Share Article: Stalking

New offences of stalking (in addition to existing offences of harassment) were introduced in 2012. The offences are harassment which involves a course of conduct that amounts to stalking. There are two offences, stalking involving fear of violence and stalking involving serious alarm or distress.

What is stalking?

There is no strict definition, but the legislation lists a number of behaviours associated with stalking –

  • following a person,
  • contacting or attempting to contact a person by any means,
  • publishing material relating to a person or purporting to come from them,
  • monitoring a person’s use of the internet, email or communications,
  • loitering,
  • interfering with any property in the possession of a person,
  • watching or spying on a person.

The list is not exhaustive and nor is behaving in one of these ways automatically stalking, context is everything.

What must the prosecution prove?

  • That there is a course of conduct
  • which constitutes harassment, and
  • the course of conduct amounts to stalking.

Additionally, for the offence involving fear of violence it must be proven –

  • the conduct causes another to fear that violence will be used against him; and
  • which the defendant knows or ought to know will cause another to fear that violence will be used against him.

The test whether he “ought to know”, is whether a reasonable person in possession of the same information would think that the course of conduct would cause the other to fear violence.

It is an offence if conduct amounts to stalking and causes another to fear, on at least two occasions that violence will be used, or that the conduct causes serious alarm or distress, which has a substantial effect on a person’s day to day activities.

This could mean that they have to, for example, change a route they normally use, move home or change the way they socialise. It could also mean a change to a person’s physical or mental health.

Are there any defences?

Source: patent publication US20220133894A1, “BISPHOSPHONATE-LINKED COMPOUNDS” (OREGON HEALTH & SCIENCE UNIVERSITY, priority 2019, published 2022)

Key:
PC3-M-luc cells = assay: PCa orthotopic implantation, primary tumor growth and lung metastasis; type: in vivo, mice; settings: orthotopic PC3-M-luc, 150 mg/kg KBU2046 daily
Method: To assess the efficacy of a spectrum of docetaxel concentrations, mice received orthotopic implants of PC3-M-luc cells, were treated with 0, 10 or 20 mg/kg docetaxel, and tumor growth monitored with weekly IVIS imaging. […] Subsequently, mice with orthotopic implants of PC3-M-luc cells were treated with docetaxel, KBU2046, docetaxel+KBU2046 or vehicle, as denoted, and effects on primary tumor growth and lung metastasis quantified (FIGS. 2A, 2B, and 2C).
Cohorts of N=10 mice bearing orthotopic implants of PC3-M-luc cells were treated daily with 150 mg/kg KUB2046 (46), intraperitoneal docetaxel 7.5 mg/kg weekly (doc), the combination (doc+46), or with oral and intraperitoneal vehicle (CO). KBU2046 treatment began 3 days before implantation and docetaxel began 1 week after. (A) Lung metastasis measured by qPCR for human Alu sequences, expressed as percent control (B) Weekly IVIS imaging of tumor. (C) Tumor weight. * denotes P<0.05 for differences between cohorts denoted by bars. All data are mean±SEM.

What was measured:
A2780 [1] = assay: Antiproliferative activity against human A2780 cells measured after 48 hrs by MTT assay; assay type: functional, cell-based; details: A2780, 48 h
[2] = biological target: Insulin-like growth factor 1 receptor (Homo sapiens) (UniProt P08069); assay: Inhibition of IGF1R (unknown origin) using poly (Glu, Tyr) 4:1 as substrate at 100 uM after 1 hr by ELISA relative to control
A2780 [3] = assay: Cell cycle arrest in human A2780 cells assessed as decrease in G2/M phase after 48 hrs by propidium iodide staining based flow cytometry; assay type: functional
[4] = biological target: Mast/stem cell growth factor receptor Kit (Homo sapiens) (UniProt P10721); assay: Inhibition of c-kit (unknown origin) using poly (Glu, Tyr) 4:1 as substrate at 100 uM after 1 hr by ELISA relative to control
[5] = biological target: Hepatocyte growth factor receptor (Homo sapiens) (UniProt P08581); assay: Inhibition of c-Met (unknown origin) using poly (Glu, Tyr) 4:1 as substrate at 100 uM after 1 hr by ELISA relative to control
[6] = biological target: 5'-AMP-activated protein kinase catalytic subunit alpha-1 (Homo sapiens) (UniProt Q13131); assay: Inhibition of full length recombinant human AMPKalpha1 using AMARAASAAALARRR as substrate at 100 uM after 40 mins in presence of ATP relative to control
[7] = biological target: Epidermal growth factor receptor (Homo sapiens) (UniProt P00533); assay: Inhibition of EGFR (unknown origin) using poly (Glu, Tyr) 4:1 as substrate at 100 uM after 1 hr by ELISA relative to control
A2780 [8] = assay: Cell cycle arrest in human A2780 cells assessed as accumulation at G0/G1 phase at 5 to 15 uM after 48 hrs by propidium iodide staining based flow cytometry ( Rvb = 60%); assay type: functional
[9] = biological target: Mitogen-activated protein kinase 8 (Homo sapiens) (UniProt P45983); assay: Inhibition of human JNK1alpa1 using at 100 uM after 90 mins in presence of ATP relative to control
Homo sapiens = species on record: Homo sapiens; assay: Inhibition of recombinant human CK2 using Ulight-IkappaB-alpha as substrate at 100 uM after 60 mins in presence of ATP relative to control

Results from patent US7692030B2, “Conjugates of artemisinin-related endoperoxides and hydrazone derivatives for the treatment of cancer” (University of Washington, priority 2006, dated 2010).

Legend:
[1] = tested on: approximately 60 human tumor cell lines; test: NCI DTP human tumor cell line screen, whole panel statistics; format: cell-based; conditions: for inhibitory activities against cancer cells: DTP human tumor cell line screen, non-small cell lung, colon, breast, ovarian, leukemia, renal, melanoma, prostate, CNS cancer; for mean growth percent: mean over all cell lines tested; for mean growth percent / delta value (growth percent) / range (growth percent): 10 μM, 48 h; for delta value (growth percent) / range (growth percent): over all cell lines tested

It is a defence to show –

  • the course of conduct was pursued for the purpose of preventing or detecting crime;
  • the course of conduct was pursued under a rule of law;
  • that any conduct was reasonable

Additionally, for the violence offence it is a defence if the course of conduct was reasonable for the protection of the defendant or another, or for the protection of his or another’s property.

What sentence could I get?

For the basic offence of stalking the maximum sentence is six months imprisonment, for the offence causing fear of violence or serious alarm/distress the maximum sentence is 10 years imprisonment (for an offence on or after 2 April 2017; 5 years for offences prior to that date).

A restraining order to protect the complainant from further contact can also be imposed, even if a defendant is found not guilty of the offence.

How can we help?

These are serious allegations and the law is complex. Please contact our Crime Team on 020 7935 3522 or  or in an emergency please call our 24/7 number 07973 259382. As experienced defence lawyers we know that there is always another side to the story, let us tell that for you.

Whatever your personal circumstances the above is only a guide and we would advise you to contact us to obtain definitive advice as you will appreciate that each person’s circumstances are unique to them.

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